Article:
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PostPosted: Fri Mar 10, 2023 4:58 am 
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Joined: Sun Jan 15, 2023 2:23 pm
Posts: 2
Car Model: 1975 Dodge D100
I wanted to get some ideas from the experts on here on what I should check or try for to adjust/tune for better fuel mileage on my ‘75 D100. Current powertrain set up is 225 with Holley 2300 2bbl, 727 auto, and 3.55 rear. Current fuel mileage on rebuilt engine with 10k miles. I have been consistently getting 7.5-8.5mpg with latest carb. When I had the 1BBl set up, I could only squeeze out 10mpg average, then went to a BBd set up and still stayed almost the same mpg. Then decided I would go for broke with the Holley 2300 which I felt would at least give me the Hwy speed & power I need and be a hair more efficient with fuel but so far not the case. I do have great take off power now compared to the BBD, and while cruising at 70mph, are only at 3/4 pedal. Truck top speed tops out around 77mph on the flat. I have tried every trick/adjustment trick in the book I know and read up on and nothing seems to help. The Holley 2300 is a brand new carb and adjusted for a relatively clean burn producing 20in vacuum at 750ish idle. Ignition timing is set at 14 deg advance at 750rpm. The only part I have not tried to adjust is the vacuum advance pod on distributer. The truck cruises down the Hwy at a comfortable 70mph. I feel this truck should be getting 12-13mpg minimum all day long and as high as 17mpg or so on a good day. Thanks ahead of time.


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PostPosted: Fri Mar 10, 2023 11:43 am 
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fchadly wrote:
Ignition timing is set at 14 deg advance at 750rpm
That's likely too much; a setting of 5° to 7° BTDC (depending on the particulars of your distributor), with attendant carburetor adjustments to keep your appropriate idle speed, might work out better for you overall. What spark plugs are you running, and are you burning high-test, mid-test, or regular gasoline?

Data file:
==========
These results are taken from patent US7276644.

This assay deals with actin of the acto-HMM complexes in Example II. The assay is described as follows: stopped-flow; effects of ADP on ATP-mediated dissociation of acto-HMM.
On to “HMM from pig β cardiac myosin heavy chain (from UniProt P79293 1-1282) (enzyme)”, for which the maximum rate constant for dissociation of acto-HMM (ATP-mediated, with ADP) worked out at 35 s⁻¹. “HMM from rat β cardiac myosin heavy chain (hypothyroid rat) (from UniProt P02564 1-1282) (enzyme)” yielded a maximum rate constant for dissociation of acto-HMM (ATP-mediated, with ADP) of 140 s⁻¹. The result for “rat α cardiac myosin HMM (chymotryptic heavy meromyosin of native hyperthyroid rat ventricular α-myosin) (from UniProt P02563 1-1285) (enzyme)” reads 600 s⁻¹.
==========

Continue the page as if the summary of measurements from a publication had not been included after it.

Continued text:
Quote:
I feel this truck should be getting 12-13mpg minimum
That's a medium-reasonable expectation.

Quote:
and as high as 17mpg or so on a good day
This might be harder to achieve. Remember, you are pushing a brick through the wind with a stone-age motor.

Check the other usual stuff: exhaust restriction, tire pressure, transmission or clutch slippage, brake drag.

…and cam timing. What kind of mileage were you seeing before the engine was rebuilt?

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PostPosted: Sat Mar 11, 2023 7:55 am 
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Supercharged

Joined: Wed Sep 17, 2008 6:48 pm
Posts: 3727
Location: Indianapolis
Car Model:
The 83 D150 has a slant, compression raised to 8.5 Holley 2280, hei ignition, cold air induction, dual Dutra’s, a833 OD and 3:73 rear gears.
City stop and go driving 14 to 15 mpg, and that is driving with fuel economy in mind.
Highway driving, staying in the right lane with speeds at no more than 65 mph it will get 18 to right at 20 mpg. Run in the left lane at 70 to 75 mph and the mileage drops to 16 to 17 mpg.

Like Dan mentioned, tire pressures, dragging brakes can have an impact.